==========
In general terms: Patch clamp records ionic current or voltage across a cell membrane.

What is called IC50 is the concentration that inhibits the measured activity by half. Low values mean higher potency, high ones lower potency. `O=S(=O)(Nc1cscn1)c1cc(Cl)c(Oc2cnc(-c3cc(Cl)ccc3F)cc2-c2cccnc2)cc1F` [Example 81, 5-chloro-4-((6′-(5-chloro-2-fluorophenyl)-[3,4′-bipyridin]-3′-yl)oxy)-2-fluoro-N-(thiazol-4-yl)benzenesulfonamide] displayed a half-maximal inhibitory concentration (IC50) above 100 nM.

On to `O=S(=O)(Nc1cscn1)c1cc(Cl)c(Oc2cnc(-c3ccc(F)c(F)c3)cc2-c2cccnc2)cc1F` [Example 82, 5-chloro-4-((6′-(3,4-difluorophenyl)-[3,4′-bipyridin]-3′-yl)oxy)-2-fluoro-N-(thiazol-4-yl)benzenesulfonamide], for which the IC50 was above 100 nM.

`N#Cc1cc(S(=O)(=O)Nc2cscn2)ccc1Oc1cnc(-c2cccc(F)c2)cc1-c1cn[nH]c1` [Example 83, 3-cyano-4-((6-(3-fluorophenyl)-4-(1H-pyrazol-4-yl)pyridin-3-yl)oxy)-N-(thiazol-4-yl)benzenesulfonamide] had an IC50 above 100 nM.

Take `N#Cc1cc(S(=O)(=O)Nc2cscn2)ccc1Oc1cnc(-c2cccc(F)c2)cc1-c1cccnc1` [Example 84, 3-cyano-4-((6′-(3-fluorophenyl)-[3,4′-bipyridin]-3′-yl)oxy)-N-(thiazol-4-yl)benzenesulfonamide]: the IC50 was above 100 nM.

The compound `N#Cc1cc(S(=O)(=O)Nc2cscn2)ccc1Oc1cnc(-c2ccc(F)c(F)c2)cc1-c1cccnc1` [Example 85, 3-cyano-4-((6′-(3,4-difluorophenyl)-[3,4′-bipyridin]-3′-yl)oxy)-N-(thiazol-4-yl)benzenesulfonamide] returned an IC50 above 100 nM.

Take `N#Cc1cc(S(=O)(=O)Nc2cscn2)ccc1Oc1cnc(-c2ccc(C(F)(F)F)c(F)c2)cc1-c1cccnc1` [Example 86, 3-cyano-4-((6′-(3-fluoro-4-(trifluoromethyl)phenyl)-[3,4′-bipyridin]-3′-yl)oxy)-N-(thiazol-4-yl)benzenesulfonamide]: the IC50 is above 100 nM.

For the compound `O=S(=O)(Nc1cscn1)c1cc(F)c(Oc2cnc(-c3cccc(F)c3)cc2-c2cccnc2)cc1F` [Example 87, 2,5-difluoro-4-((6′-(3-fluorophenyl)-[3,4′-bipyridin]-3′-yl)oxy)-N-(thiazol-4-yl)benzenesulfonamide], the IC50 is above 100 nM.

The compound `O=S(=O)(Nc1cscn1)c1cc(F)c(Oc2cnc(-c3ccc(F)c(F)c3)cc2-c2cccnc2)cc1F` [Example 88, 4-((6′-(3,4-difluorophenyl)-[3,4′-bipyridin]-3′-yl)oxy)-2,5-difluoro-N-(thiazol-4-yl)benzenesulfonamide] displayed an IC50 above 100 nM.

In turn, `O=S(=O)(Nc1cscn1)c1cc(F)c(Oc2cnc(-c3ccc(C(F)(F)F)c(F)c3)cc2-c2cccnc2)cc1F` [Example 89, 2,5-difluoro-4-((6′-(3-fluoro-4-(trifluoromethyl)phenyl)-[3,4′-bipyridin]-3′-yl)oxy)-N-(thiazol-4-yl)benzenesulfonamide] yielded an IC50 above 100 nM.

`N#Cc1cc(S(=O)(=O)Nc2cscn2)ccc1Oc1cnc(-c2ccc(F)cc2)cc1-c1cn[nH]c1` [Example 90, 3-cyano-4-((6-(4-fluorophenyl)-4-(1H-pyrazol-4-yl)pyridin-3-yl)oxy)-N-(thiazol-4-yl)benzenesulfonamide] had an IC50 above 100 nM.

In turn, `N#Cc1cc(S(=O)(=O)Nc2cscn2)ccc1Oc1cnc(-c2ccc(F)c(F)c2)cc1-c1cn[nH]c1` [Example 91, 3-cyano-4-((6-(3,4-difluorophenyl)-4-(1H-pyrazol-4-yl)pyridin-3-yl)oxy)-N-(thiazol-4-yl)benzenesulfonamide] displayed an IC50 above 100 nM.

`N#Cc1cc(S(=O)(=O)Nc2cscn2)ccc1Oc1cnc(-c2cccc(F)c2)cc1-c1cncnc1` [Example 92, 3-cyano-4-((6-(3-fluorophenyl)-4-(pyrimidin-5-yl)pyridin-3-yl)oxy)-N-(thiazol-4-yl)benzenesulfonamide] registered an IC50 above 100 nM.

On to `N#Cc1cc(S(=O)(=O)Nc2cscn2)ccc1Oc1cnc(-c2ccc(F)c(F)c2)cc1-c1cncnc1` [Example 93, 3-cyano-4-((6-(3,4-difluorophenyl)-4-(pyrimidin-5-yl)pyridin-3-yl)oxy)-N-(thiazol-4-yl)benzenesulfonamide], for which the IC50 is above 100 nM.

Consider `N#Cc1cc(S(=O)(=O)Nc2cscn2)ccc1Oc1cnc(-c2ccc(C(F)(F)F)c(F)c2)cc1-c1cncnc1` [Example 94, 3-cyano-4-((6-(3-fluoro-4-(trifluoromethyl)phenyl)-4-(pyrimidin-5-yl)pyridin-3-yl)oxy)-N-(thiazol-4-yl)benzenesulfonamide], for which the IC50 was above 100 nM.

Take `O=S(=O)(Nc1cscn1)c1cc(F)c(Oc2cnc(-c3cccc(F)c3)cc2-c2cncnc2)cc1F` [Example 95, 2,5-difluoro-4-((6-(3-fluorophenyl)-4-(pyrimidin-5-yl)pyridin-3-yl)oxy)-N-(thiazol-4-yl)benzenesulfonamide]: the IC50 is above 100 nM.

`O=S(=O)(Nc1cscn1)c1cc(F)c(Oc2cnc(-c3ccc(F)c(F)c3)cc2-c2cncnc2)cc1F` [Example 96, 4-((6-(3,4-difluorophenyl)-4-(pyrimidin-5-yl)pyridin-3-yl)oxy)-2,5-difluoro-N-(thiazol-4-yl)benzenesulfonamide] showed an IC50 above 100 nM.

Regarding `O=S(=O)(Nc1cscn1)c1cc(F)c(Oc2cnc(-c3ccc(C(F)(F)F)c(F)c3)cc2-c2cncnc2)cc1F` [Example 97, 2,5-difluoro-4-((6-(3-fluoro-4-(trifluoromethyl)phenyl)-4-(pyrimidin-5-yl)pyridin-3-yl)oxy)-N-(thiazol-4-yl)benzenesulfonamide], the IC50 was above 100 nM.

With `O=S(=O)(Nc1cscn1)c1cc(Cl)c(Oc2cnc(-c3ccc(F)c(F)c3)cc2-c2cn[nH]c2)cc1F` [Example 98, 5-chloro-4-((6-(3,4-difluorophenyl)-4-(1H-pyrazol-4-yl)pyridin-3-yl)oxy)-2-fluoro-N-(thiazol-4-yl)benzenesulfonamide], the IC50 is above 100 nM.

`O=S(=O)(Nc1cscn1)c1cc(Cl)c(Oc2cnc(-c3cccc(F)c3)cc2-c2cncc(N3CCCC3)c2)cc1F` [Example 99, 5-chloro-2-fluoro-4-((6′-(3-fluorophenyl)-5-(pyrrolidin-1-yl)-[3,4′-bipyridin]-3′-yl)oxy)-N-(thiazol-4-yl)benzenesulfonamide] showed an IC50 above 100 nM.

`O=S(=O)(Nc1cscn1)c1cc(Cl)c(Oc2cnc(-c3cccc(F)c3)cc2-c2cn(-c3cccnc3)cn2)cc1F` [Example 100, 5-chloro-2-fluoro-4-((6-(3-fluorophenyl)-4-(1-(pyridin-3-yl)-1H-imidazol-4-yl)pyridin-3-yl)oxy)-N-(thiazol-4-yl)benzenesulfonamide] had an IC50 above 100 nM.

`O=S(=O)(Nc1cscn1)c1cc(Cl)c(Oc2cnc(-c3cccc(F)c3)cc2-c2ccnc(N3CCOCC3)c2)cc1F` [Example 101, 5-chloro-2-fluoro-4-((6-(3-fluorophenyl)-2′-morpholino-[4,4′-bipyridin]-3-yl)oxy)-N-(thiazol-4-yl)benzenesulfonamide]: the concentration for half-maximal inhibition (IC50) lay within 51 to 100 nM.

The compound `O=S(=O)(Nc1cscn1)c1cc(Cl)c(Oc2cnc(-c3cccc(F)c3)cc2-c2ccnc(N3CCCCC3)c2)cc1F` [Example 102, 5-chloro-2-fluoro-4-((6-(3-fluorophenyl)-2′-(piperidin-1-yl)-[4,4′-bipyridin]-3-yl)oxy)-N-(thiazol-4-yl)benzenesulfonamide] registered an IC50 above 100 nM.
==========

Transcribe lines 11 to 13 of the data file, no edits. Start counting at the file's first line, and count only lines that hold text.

`N#Cc1cc(S(=O)(=O)Nc2cscn2)ccc1Oc1cnc(-c2ccc(F)cc2)cc1-c1cn[nH]c1` [Example 90, 3-cyano-4-((6-(4-fluorophenyl)-4-(1H-pyrazol-4-yl)pyridin-3-yl)oxy)-N-(thiazol-4-yl)benzenesulfonamide] had an IC50 above 100 nM.

In turn, `N#Cc1cc(S(=O)(=O)Nc2cscn2)ccc1Oc1cnc(-c2ccc(F)c(F)c2)cc1-c1cn[nH]c1` [Example 91, 3-cyano-4-((6-(3,4-difluorophenyl)-4-(1H-pyrazol-4-yl)pyridin-3-yl)oxy)-N-(thiazol-4-yl)benzenesulfonamide] displayed an IC50 above 100 nM.

`N#Cc1cc(S(=O)(=O)Nc2cscn2)ccc1Oc1cnc(-c2cccc(F)c2)cc1-c1cncnc1` [Example 92, 3-cyano-4-((6-(3-fluorophenyl)-4-(pyrimidin-5-yl)pyridin-3-yl)oxy)-N-(thiazol-4-yl)benzenesulfonamide] registered an IC50 above 100 nM.